Relationship Tips on Reconnecting with your Partner
We all know that we were all a bit at times on autopilot during the height of the pandemic. You and your partner got through this challenging time, and like most of us, did the best you could. We took each day as it came. We put one foot before the other. There were those times we let things slide since we were all in one space together with nowhere to go. But now school is back in session, and while COVID is still a factor in our lives, we are starting to get back to normalcy. And, gasp, your partner is getting on your nerves again. This is part of the ‘getting back to normal’ part, and now that we can have space both mentally and figuratively, the regular life stuff is hitting us again. We connected with expert Life Coach and author (If It’s Not Right, Go Left) Kristen Glosserman on getting back to a healthy relationship with the one you love.
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As kids return to school and new variants pop up, making for the uncertainty of our next steps, how can couples get back to connecting without being in survival mode?
Connecting, really connecting, with your partner is like anything else: if it’s important to you, then you’ll have to allocate time and energy to it. So, if you have found that partnership was de-prioritized over the last year or two, you want to bring it back to the top of the list. Remember, it’s about energy; wherever we put energy is where it will grow. My husband and I have designated one night of every week as our date night. I talk about this, and how “Love is a Choice” in my new book, If It’s Not Right, Go Left. As a couple, Marc and I are very consistent with our date night, giving each other one night a week alone, just the two of us, where we can have that space every couple needs. With back-to-school, so much of parents’ energy goes into the children and their schedules and needs. I know every parent is completely tuned in to that right now. Still, it is important not to lose sight that you still have a partner, and that area of your life still requires energy and effort.
On our date nights, Marc and I stay conscious of the direction of our conversation, agreeing to talk about something other than the children or work. We’ve managed to create a discipline around our communication. It’s a practice, like yoga, and it’s something you start small and keep getting better at. Whenever we catch ourselves slipping in a negative direction, we use healthy, positive communication to stay close instead of drifting apart. Just by using positive language with your partner, you really can control the energy dynamics. The other night, my husband and I were bickering, and the next morning we both said, “I want love.” It works.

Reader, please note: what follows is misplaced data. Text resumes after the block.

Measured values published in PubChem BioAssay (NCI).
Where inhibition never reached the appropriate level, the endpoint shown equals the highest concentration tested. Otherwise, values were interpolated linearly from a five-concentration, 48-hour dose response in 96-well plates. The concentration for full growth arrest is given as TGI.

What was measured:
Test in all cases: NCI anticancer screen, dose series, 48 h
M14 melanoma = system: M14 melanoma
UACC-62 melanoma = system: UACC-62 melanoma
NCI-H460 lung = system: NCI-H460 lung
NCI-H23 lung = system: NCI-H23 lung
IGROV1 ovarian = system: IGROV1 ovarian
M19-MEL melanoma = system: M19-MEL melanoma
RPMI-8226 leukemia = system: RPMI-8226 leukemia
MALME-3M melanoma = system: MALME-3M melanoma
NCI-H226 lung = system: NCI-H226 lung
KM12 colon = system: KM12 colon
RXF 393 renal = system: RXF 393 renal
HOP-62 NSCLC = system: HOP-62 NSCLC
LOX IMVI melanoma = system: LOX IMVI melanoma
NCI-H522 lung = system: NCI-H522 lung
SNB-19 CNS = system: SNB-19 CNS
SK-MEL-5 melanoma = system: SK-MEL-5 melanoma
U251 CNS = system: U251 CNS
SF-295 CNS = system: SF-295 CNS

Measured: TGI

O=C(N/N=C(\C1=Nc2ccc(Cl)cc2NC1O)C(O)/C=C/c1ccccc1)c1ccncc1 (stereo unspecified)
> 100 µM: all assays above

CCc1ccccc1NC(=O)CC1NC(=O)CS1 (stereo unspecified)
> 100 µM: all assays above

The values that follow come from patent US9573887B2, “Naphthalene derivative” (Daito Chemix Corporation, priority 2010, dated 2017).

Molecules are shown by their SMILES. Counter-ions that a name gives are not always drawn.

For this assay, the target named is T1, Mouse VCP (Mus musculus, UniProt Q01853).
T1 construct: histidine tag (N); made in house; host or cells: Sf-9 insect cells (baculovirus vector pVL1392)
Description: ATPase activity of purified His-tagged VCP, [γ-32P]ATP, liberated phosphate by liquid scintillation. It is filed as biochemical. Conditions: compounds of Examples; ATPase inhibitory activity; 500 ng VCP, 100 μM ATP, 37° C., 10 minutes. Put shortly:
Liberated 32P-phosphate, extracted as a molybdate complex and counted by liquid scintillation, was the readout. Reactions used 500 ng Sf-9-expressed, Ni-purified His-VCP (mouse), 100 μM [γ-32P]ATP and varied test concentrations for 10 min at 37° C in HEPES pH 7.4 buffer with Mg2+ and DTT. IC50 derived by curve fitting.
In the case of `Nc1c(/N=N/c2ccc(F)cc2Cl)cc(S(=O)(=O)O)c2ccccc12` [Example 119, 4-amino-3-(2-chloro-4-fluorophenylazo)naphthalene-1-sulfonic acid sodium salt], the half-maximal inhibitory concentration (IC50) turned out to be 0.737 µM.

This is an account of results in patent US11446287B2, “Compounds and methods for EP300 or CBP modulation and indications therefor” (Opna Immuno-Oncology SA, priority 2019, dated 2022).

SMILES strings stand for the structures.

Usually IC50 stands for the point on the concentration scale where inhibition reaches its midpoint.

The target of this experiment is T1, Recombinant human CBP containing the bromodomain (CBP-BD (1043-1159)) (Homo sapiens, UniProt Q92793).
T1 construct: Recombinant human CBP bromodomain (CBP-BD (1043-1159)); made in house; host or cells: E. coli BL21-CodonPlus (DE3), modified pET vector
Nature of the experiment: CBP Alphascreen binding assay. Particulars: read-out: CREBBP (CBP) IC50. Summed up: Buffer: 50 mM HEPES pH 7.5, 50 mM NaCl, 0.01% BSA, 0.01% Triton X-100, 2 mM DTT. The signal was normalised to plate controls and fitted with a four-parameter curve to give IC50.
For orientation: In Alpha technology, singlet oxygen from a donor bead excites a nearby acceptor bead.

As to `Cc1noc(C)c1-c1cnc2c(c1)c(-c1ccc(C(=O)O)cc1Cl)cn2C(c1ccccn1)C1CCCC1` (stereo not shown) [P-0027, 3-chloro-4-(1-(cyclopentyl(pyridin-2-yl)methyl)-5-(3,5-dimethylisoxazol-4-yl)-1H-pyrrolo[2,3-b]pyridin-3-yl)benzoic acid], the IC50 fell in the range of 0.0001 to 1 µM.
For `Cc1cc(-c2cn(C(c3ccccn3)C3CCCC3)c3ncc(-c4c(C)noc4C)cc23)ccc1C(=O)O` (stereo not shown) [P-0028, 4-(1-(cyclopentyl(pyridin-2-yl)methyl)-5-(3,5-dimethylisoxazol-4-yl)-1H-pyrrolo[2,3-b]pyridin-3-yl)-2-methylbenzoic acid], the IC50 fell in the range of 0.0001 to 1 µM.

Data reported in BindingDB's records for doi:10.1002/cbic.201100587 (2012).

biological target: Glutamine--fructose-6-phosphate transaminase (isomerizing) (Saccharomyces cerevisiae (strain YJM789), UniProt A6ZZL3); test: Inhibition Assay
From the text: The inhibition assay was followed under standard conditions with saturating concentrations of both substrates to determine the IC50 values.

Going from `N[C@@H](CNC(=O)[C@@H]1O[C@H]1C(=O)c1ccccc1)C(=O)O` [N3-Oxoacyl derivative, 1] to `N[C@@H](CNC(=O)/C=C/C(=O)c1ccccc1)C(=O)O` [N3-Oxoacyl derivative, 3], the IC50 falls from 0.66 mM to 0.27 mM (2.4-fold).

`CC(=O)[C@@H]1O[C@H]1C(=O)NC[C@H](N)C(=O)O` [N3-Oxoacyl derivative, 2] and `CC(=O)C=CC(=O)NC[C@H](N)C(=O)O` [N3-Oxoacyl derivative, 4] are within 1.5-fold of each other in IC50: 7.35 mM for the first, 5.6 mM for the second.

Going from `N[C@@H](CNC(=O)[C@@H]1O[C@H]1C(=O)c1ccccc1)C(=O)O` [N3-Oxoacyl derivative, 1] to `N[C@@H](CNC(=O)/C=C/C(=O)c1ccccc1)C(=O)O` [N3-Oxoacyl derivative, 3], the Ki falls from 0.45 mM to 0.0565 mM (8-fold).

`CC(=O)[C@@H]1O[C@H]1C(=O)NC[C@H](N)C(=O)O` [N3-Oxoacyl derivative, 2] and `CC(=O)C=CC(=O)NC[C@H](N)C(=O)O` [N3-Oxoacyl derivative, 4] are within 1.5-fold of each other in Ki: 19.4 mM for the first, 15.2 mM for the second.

For date night inspiration, why not try:
• A new activity together, like going for an after-dinner walk or jog.
• Playing tennis or going bowling, just to shake things up a bit.
• Trade places in the kitchen, where Marc is awesome. I have my traditional favorite repertoire, but he challenges me with new-to-me recipes, such as Beef Wellington or cooking up a whole fish.
• Try to adjust your mindset and get on the same wave as your partner.
Remember, it’s about the shared experience more than anything else. So be spontaneous, and jump in the car for a mini-adventure; just a short distance from your home base, there could be something new and exciting worth checking out. COVID made it hard to travel, so Marc took us exploring nearby in the Hudson Valley, where we discovered some amazing places together.
After 20 months of total togetherness, how can couples maintain a healthy relationship as couples spend more time apart?
I think it’s about finding the value and benefit in change, any change. Change is hard, and change is good: that’s an important lesson in my book. So this newest change—more time apart instead of total togetherness—can be a good thing if you choose for it to be. Just think, now we have an opportunity to be on our own, to put a little more energy into our individualism and independence. Then, we can come back together and share that experience with our partner. It’s healthy when we choose to see change as a positive; that’s a great mindset. In any partnership, too much time together or apart—or anything too extreme—doesn’t benefit anyone. So yes, we got used to a lot of togetherness, and maybe it was too much. Embrace change by recognizing that there has been something beautiful about all this time together, and now it’s OK to do things differently. Recognize that there will be less time together, and choose how best to spend that limited time. YOU get to choose. Now, we can focus on the quality, not the quantity, of our time together. We can make those together moments count!